Are there more mosquitoes than usual this year? University of Manitoba entomology instructor Jordan Bannerman says when looking at mosquitoes, there are two main factors: heat and water.
He says the higher the temperature, the quicker mosquito larvae develop.
“We’re coming off several weeks of very very warm weather,” he says. “And that just speeds everything up.”
The larvae will usually develop in small sections of stagnant water.
“If those remain filled long enough for them to develop, that’s when you start to see populations build,” says Bannerman.
He says mosquitoes will lay multiple batches of eggs if possible.
“They produce as many generations as they can based on temperature and availability of water,” he says. “So, last year, since there were fairly high populations, there were a lot of eggs being laid.”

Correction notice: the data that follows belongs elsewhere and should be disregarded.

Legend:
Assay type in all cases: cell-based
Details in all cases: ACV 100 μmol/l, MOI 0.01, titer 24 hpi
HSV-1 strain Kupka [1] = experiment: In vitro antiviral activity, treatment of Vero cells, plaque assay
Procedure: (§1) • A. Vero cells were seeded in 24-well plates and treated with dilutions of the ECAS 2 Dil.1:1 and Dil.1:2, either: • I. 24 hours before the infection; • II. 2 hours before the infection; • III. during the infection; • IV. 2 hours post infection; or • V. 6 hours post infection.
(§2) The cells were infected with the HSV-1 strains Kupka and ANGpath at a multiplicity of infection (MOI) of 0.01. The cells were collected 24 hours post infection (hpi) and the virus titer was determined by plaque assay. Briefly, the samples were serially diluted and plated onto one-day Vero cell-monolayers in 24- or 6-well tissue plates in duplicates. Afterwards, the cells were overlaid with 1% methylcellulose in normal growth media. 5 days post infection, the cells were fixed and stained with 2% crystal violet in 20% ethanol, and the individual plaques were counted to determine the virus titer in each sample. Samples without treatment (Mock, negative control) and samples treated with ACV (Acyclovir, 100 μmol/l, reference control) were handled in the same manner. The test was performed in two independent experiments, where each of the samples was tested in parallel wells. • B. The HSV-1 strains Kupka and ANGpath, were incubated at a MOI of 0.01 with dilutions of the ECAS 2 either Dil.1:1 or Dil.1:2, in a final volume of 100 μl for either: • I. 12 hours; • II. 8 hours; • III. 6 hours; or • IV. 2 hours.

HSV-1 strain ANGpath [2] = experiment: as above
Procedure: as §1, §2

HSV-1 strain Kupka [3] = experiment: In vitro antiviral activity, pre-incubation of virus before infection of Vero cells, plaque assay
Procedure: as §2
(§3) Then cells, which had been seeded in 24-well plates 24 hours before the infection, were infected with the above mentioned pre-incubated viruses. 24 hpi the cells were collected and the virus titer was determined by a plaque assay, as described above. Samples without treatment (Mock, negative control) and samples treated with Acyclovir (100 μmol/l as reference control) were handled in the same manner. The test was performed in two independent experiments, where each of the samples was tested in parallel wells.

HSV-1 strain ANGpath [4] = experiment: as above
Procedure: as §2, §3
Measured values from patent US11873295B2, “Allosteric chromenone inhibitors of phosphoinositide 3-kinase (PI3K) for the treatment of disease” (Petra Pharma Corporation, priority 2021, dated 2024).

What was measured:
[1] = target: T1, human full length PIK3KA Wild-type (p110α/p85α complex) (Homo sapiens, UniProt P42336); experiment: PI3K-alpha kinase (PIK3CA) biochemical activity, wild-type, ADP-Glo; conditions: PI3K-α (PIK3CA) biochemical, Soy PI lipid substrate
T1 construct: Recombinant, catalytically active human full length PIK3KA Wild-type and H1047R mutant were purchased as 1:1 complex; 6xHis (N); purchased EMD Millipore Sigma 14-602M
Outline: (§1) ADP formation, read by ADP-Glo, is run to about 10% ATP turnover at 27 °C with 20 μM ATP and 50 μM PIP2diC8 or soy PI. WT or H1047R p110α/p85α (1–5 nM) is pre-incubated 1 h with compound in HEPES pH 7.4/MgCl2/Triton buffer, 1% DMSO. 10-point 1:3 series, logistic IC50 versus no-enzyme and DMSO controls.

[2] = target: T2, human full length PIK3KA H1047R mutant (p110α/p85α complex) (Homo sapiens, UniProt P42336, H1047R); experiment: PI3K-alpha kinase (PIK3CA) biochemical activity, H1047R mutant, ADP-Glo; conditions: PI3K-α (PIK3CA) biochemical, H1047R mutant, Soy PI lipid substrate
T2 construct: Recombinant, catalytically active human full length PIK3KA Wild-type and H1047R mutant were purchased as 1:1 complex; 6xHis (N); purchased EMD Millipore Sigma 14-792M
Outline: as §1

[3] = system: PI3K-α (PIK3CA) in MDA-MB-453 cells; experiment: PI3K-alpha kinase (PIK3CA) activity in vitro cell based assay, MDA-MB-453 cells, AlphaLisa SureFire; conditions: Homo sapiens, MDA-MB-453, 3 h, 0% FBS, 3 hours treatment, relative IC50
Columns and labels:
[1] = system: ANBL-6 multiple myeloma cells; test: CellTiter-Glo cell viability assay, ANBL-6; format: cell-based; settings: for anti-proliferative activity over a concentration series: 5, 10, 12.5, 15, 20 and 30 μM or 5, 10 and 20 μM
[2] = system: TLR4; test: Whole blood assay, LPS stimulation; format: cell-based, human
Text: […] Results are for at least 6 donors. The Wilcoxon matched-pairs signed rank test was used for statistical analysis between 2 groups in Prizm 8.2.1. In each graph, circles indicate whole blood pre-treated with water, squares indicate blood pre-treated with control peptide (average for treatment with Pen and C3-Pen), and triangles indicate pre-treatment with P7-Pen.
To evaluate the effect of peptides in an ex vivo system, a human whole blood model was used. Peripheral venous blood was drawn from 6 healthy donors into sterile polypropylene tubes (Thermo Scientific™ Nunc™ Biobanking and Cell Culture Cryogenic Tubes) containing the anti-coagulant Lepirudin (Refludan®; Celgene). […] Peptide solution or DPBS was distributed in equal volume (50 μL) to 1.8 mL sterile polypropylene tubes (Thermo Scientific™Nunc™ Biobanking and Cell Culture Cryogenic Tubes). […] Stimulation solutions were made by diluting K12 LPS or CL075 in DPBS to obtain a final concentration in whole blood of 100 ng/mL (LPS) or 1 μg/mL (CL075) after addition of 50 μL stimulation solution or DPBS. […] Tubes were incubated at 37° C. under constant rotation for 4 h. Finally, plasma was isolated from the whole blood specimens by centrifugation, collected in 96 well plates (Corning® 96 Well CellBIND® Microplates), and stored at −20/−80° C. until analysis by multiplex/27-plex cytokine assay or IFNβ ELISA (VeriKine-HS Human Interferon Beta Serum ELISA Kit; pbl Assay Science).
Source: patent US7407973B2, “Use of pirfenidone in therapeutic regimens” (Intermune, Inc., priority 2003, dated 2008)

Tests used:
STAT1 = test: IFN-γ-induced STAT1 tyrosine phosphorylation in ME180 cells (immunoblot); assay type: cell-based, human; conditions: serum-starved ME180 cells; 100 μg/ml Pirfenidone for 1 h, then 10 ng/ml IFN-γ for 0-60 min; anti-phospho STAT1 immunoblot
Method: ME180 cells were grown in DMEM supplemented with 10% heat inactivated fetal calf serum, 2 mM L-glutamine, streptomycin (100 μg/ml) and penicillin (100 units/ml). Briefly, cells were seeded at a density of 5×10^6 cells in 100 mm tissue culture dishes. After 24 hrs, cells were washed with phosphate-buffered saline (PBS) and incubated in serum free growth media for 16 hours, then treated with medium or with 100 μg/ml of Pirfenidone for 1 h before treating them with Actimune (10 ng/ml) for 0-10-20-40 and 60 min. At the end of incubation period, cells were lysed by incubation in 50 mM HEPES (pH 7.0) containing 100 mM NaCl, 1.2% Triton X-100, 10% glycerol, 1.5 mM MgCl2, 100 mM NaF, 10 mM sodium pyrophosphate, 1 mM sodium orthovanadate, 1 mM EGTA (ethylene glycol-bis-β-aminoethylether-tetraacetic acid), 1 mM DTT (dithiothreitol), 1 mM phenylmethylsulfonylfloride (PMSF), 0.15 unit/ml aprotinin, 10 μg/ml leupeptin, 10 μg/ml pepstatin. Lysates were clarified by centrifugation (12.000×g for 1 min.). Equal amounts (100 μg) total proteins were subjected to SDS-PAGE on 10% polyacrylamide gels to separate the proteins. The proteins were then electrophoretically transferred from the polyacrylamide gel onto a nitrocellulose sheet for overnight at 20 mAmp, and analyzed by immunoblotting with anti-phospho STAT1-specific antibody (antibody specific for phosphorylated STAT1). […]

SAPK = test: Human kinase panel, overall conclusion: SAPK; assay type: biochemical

Bannerman went on to say that those offspring may not be the ones we’re seeing today.
“At this point, though, in June, we’re not really talking about those mosquitoes hatching from the eggs that overwintered, we’re kind of a generation or two beyond that,” he says. “So, the real reason why you’re seeing probably more at this time of year is because the populations have had a chance to build — they’ve had good enough conditions during this spring to get those numbers to be noticeable.”
Looking ahead to the rest of the summer, Bannerman says it’s too early to tell.
“It’s a very dynamic situation,” he says. “Mosquitoes are completely driven by the weather.”
If the next few weeks are very dry and breeding areas dry up, there could be a major drop in numbers. If there’s consistent rainfall keeping the breeding areas filled, then the population could still continue to build up.
Bannerman advises using repellant with DEET in it. He says wearing light-coloured long-sleeved clothing can also help.